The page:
Key Factors in Retirement Planning

From Tax Credits at


In retirement planning, always a thorny question to deal with is : what level of  income will I require  in order to maintain my standard of living when I eventually decide to retire? Financial and pensions advisers  call this target income the replacement rate, which is expressed as a percentage  of income received immediately prior to retirement.

So won’t I need at least as much income in retirement as before? You can count yourself fortunate if you can retire without taking a drop in income. But that you can probably keep up your level of spending on consumption with less income has been put down to the following:

  • In retirement most people pay less tax
  • For many the cost of saving for retirement stops
  • Most households look to have no mortgage left to pay for, or not  for long after retirement

At the  RETIRE Project at Georgia State University  required replacement rates have been studied and calculated for decades. As at 2008, the project estimated that households with earnings of more than $50,000 needed about 80 percent of pre-retirement earnings to maintain the same level of consumption. The Boston College finds achieving this level of earnings depends on the following factors:

  • Level of government income support, if any – the higher any supplementary financial support received the lower the retirement income provided by savings needs to be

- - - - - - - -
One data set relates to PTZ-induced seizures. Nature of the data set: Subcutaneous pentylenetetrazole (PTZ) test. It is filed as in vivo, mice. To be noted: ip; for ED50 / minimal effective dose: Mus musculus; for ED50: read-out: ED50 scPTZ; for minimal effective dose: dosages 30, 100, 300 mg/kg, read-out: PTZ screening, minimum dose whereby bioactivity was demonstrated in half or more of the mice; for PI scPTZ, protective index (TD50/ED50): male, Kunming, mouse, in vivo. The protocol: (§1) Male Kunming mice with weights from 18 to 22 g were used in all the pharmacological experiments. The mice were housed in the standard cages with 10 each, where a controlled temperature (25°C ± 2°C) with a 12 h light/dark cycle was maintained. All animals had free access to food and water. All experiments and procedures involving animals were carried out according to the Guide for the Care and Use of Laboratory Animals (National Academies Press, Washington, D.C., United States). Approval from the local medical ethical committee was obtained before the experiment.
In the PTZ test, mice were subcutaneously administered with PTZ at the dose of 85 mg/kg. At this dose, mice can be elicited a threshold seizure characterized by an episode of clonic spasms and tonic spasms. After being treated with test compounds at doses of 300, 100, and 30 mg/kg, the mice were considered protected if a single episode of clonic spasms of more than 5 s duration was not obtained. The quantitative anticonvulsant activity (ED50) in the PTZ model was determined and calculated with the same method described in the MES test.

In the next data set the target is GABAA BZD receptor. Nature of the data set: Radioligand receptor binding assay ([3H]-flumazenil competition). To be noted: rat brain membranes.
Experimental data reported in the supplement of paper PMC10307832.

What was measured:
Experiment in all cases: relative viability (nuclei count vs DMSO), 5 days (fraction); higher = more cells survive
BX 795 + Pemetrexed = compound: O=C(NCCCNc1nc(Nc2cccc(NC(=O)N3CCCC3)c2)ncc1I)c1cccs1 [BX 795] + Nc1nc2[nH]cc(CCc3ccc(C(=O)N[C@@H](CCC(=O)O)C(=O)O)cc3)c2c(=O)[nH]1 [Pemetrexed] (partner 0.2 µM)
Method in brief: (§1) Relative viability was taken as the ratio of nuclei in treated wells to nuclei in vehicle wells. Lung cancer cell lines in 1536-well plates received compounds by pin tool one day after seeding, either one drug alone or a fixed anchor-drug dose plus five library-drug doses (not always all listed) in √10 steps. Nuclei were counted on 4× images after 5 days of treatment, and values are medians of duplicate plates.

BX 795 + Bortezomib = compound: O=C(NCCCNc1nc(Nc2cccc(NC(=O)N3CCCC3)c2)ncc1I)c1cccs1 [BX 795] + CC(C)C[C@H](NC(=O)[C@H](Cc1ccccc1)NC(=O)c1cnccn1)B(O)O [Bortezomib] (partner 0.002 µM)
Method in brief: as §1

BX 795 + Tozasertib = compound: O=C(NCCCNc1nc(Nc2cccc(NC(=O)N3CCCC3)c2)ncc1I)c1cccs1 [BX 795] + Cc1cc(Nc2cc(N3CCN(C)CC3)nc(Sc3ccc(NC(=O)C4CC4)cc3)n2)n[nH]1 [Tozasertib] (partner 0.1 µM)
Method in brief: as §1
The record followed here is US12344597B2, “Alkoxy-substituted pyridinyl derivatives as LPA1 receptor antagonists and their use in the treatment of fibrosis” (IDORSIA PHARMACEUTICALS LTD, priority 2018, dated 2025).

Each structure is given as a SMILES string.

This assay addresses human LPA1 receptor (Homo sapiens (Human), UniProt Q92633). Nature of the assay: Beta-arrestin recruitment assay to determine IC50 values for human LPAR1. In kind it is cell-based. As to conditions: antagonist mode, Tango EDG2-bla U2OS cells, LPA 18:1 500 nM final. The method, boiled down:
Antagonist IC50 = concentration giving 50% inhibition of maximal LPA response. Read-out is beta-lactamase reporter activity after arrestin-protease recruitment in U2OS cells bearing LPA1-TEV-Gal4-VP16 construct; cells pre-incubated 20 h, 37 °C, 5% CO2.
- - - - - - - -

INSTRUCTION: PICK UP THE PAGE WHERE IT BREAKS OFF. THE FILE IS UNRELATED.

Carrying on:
• Rate of return on savings– the higher this is, the lower the amount needed to be put away as savings
  • Age when savings begin– the earlier the start,the less is required to be saved by way of regular contributions
  • Age of retirement – the longer this is delayed, the lower the required saving rate needs to be

You can see a summary of the Boston College paper here:  “How important is Asset Allocation to Financial Security in Retirement?”

Adjusting any of these factors can make a great deal of difference to the prospective retiree. Starting to save early, and/or delaying retirement can make a significant difference to the outcomes. When retirement planning appropriate professional advice should be taken.

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